Economic woes overshadow vote

Portuguese voters head to the polls on Sunday in a general election overshadowed by economic woes. Prime Minister Jose Socrates (photo) has promised reforms to try to jump-start one of Western Europe’s poorest economies.


AFP - Portugal voted Sunday in an election that left the nation the choice between ruling Socialists pledging a spending spree to create jobs and a centre-right opposition calling for belt-tightening to battle a ballooning deficit.

Opinion polls said Socialist Prime Minister Jose Socrates would win re-election but lose the absolute majority in the 230-seat parliament that had allowed him to impose his reform agenda over the past four years.

Socrates has promised public works projects, such as a high-speed rail network and a new airport near Lisbon, to keep the economy moving.

The centre-right Social Democratic Party (PSD), led by former finance minister Manuela Ferreira Leite, argues that Portugal cannot afford the projects and that the private sector should drive growth.

"I have always voted for the Socialists and I don't see another alternative. Socrates was the first with the will to carry out reforms that were urgently needed," said 69-year-old Ines after she cast her ballot in central Lisbon.

Voting in the proportional representation election closes at 1800 GMT but the first estimates will only be given one hour later.

Ferreira Leite, 68, the first woman to lead a major political party in Portugal, accuses the Socialists of "handing debts to future generations" but has failed to outline specific cuts to rein in the ballooning public deficit.

Portugal's unemployment rate has risen to 9.1 percent, its highest level in over two decades, and is predicted to keep rising, while the public deficit is expected to hit nearly 6.0 percent of output this year.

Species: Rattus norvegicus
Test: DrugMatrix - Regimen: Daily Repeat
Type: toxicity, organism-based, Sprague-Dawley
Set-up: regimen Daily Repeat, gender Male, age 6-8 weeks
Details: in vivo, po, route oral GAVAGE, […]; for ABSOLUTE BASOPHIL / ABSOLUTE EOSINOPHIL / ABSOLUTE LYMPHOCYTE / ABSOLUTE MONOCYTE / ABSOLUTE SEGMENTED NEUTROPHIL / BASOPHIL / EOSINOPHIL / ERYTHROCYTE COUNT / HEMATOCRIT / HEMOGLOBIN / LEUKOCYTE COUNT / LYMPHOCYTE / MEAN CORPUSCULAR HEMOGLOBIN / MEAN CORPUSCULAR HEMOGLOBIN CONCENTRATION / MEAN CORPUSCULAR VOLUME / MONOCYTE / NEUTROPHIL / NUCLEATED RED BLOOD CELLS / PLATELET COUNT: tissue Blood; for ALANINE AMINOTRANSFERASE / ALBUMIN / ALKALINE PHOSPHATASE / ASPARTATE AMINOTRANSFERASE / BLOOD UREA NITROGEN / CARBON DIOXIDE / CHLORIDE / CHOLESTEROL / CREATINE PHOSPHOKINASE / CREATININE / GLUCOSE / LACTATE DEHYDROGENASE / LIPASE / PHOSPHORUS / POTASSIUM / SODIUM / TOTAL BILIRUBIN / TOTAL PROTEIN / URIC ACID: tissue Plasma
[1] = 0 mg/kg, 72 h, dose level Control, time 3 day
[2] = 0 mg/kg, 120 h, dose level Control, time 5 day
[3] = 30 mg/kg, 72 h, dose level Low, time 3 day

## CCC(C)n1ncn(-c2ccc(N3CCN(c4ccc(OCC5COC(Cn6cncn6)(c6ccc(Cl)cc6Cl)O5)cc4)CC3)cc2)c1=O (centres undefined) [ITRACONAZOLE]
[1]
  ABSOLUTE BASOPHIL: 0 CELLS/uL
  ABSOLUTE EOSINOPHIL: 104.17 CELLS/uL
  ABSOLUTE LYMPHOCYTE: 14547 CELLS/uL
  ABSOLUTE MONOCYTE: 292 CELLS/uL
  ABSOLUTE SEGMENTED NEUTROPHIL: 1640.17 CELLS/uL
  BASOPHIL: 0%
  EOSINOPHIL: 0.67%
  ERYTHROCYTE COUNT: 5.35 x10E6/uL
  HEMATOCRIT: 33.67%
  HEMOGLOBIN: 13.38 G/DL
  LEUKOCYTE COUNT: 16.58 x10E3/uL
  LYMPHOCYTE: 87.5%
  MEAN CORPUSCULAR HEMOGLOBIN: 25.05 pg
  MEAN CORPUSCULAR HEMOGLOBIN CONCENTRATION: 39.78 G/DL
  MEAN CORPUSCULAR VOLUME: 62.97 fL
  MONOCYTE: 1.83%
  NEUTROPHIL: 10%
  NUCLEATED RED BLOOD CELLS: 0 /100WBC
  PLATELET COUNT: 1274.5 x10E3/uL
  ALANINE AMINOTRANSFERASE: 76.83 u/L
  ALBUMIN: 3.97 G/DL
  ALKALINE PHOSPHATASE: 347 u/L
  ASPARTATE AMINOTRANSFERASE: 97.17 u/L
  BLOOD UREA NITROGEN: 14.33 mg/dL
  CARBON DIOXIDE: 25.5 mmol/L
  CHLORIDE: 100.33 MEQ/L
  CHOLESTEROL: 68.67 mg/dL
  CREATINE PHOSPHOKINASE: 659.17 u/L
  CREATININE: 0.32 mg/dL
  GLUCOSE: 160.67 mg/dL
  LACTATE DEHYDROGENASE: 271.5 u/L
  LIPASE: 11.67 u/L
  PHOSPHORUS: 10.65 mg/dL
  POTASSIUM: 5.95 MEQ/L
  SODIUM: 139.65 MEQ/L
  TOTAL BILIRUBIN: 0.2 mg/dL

Analysts said the lack of concrete proposals from the PSD and Ferreira Leite's austere style had made it difficult for the party to capitalise on the economic woes.

"By focusing her entire strategy on criticism of the government without making alternative proposals, Ferreira Leite failed to excite the electorate," University of Lisbon politics professor Antonio Costa Pinto told AFP.

Socrates, 52, was elected in a landslide in 2005 on promises of reviving the economy through increased investment in research and development and greater computer and Internet access.

In office he has also made labour market more flexible and reformed the health and education systems, leading to protests by teachers, civil servants and others directly affected by the changes.

Socrates says his reforms were derailed by the global financial crisis which erupted last year but he argues they have helped the country cope better with the economic downturn than many of its European peers.

Portugal posted gross domestic product growth of 0.3 percent in the second quarter, making it one of the first nations in Europe, along with economic heavyweights France and Germany, to show signs of emerging from recession.

The country's unemployment rate, while rising, is below the European Union average and is just half the rate in neighbouring Spain.

Anger over the government's reforms have driven many Socialist voters to the hard left, the Communist-Green Party coalition and the Left Bloc.

"I voted for the Bloc because we need to have a strong opposition on the left of the Socialists," said 29-year-old Tomas.

Both the Left Bloc and the Communists have rejected forming an alliance with the Socialists although the Communists have left the door open to cooperation with the party on a case by case basis.

Only one minority government has survived its full term since the end of a right-wing dictatorship in 1974, that of former Socialist premier Antonio Guterres between 1995 and 1999.

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